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Portuguese Red Wines - See What All The Fuss Is About

Whether you know a lot or a little about wine, you have probably heard of at least one type of Portuguese red wine – Port. 

Port has rightfully been dubbed not only one of the best wines in Portugal but also one of the greatest wines of the world, but there are a couple other varieties I believe are worth talking about: Madeira and Portuguese red table wines.

Portugal’s wine region is steeped in tradition, meaning this historic region is able to grow some of the most unique, obscure red wines in the world. 

So, let’s get into it!

portugal wine regions

3 Terms For Portuguese Red Wine Labeling

Every wine region has their own rules on labeling wines. In Europe, labeling is focused on the quality of the wine versus the types of grapes used.

3 Terms For Portuguese Red Wine Labeling

DOC (DOP)

Defined boundaries with very strict rules on making wine. Rules can include aging requirements, vine yield requirements, blending percentages, etc.

IGP

Vinho Regional, less strict rules and wider boundaries. 

Vinho

Vinho “Wine” is Portuguese table wine.

Famous Portugal Wine Regions

portugal wine maps
Portugal Online

Douro Valley Wine Region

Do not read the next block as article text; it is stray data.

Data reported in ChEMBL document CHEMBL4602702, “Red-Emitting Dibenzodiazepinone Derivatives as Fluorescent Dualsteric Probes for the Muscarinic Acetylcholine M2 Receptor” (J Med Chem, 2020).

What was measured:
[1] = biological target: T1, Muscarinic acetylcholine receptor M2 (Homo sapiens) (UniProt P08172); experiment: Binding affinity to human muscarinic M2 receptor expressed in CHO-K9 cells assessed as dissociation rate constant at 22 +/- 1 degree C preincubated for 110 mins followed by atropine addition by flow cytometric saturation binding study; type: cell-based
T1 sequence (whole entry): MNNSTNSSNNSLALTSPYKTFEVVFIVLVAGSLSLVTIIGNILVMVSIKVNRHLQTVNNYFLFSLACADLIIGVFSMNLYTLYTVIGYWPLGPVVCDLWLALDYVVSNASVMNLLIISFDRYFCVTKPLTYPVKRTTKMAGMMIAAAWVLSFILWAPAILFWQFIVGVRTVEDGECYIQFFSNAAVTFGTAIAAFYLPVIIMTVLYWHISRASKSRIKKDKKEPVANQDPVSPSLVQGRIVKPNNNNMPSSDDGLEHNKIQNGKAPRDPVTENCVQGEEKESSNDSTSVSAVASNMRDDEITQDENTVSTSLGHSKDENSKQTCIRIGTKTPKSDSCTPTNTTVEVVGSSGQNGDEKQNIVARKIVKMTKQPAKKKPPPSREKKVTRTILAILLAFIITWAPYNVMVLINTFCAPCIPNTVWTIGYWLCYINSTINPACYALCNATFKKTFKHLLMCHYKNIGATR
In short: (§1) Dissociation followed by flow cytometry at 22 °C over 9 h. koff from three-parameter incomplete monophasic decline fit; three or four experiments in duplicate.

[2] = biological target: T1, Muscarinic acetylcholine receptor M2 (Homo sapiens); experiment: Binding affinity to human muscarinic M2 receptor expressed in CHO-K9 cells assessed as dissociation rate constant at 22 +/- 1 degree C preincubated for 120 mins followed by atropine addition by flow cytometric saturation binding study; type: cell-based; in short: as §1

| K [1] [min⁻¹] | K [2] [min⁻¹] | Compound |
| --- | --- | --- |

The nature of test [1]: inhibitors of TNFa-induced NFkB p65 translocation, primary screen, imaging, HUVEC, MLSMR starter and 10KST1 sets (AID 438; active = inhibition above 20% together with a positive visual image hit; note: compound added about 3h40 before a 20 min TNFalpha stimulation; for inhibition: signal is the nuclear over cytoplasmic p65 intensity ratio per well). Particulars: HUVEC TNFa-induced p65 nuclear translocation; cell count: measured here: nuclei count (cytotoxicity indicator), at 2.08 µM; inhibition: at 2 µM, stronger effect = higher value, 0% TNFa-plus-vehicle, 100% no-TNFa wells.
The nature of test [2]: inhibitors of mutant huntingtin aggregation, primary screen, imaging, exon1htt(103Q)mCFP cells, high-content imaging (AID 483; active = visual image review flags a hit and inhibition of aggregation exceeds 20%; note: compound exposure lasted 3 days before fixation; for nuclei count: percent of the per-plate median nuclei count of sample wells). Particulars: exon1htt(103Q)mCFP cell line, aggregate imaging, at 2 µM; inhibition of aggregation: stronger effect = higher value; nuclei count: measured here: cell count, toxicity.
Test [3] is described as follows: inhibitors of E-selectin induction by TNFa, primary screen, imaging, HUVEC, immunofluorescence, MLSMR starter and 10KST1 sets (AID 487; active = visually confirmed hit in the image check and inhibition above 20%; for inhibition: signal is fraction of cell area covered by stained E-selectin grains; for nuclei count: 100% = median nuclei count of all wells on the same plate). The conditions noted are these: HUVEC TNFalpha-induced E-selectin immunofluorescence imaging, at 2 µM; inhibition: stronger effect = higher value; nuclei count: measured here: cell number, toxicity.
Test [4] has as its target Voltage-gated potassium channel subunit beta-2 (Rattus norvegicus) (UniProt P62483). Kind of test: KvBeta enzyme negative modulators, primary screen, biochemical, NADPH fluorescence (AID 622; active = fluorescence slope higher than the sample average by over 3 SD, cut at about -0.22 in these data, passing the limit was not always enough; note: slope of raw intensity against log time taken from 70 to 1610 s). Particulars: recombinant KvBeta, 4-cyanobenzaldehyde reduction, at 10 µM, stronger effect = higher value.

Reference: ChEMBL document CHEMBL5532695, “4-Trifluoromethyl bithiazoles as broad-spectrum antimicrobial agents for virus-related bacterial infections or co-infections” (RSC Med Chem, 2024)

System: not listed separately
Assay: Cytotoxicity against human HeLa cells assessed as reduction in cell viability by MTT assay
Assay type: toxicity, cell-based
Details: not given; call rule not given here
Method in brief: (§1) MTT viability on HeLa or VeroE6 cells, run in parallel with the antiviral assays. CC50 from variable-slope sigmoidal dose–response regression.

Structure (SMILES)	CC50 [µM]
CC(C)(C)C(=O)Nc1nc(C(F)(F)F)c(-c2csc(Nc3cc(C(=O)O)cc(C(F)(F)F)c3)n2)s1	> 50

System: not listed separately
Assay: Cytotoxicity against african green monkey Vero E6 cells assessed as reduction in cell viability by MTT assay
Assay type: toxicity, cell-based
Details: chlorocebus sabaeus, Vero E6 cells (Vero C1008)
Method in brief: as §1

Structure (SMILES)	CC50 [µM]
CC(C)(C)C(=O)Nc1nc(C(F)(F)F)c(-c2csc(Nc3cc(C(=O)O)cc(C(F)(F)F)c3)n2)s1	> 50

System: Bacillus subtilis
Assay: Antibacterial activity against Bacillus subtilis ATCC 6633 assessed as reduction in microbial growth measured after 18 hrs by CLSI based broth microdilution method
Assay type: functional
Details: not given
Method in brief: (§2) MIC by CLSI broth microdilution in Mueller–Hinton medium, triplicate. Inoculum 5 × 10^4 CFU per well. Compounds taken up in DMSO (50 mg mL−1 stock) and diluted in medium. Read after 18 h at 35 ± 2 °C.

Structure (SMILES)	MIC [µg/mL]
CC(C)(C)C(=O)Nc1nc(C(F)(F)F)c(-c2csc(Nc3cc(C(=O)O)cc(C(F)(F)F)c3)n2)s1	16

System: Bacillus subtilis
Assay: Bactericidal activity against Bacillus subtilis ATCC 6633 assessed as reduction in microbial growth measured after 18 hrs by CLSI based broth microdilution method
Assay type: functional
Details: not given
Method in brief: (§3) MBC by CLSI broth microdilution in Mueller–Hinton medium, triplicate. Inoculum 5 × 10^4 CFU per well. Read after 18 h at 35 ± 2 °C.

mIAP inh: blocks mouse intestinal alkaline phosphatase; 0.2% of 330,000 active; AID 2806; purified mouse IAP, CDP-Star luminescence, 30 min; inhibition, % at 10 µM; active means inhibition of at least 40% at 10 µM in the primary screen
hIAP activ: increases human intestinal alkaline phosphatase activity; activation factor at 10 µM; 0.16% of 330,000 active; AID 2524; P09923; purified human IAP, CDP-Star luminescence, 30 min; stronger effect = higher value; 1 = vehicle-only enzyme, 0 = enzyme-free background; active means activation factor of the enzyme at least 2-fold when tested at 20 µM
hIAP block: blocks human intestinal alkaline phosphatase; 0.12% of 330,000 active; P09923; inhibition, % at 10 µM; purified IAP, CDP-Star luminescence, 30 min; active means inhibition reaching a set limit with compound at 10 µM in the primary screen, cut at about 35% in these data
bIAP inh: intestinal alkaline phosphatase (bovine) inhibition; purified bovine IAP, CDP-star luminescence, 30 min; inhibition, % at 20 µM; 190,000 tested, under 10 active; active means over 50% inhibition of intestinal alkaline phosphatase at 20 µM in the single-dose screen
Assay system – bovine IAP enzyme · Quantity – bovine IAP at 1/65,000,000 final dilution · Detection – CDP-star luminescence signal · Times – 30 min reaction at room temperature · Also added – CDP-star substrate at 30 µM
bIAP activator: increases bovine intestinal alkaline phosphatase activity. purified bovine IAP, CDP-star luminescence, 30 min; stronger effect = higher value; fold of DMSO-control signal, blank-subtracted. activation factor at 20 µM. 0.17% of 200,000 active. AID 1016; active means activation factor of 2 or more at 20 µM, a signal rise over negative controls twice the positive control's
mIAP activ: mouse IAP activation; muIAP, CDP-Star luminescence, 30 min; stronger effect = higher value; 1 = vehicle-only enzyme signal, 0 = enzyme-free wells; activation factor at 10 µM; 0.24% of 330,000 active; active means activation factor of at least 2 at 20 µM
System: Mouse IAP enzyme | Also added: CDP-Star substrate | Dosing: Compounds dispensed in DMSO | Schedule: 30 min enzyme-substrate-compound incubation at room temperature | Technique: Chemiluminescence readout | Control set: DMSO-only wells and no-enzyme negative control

The most famous wine region in Portugal, known primarily for Port wine. This region is classified as a world heritage site by UNESCO, and stretches for 70 miles along the Douro River. 

While Port wine is the most well-known wine being made here, this Portugal wine region is beginning to be known for its table wines. Portuguese table wines made in the Douro Valley are structured, rich, complex, think about the flavor of Port wine minus the sweetness.

Bairrada Wine Region

The Portugal wine region of Bairrada is known for the baga grape, which must constitute at least 50% of any wine made here.

Today, the Bairrada wine region is changing and developing a reputation for light and aromatic red wines and sparkling rosé

Alentejo Wine Region

The Portugal wine region of Alentejo is Portugal’s biggest wine region and actually produces more than half of the world’s cork supply! As far as Portuguese red wine goes, the Alentejo region is known for reds with plum, spice, and pepper flavors.